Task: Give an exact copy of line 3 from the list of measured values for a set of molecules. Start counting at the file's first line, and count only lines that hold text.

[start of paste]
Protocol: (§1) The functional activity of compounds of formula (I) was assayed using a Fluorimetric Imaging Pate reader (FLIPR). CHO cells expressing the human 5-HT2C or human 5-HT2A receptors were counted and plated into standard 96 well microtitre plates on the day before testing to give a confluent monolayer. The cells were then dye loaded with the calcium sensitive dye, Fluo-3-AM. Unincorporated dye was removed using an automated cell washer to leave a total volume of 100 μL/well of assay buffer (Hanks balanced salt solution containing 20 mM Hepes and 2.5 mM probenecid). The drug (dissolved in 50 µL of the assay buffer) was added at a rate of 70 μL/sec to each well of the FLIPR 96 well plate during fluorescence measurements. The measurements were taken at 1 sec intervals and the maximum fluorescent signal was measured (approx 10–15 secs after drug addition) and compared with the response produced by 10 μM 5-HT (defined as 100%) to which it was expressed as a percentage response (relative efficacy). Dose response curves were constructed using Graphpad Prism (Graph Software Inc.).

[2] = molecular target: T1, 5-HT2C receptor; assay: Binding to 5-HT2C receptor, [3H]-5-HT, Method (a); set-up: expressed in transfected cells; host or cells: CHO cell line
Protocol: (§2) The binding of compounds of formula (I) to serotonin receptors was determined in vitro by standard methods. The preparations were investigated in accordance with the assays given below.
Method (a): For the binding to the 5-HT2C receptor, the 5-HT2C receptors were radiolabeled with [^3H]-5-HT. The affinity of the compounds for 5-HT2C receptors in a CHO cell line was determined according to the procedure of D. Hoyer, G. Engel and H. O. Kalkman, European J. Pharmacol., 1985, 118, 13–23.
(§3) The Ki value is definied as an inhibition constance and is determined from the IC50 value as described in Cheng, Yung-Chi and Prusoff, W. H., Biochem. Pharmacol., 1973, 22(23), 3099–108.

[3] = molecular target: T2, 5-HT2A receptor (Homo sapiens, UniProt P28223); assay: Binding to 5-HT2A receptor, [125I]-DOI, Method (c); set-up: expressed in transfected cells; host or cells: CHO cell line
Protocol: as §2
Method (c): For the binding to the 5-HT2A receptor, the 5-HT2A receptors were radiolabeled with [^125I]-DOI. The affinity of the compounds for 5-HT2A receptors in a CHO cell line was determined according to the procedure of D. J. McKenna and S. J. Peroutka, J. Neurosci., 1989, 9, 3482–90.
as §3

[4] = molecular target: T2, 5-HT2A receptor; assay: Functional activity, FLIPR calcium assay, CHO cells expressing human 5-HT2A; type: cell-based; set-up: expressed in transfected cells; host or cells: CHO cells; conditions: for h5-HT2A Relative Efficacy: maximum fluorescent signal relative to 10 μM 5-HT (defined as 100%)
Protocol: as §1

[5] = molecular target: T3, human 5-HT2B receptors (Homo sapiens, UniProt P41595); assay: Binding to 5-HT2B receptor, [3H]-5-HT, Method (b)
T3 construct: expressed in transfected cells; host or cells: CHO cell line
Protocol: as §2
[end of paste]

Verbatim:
Protocol: (§2) The binding of compounds of formula (I) to serotonin receptors was determined in vitro by standard methods. The preparations were investigated in accordance with the assays given below.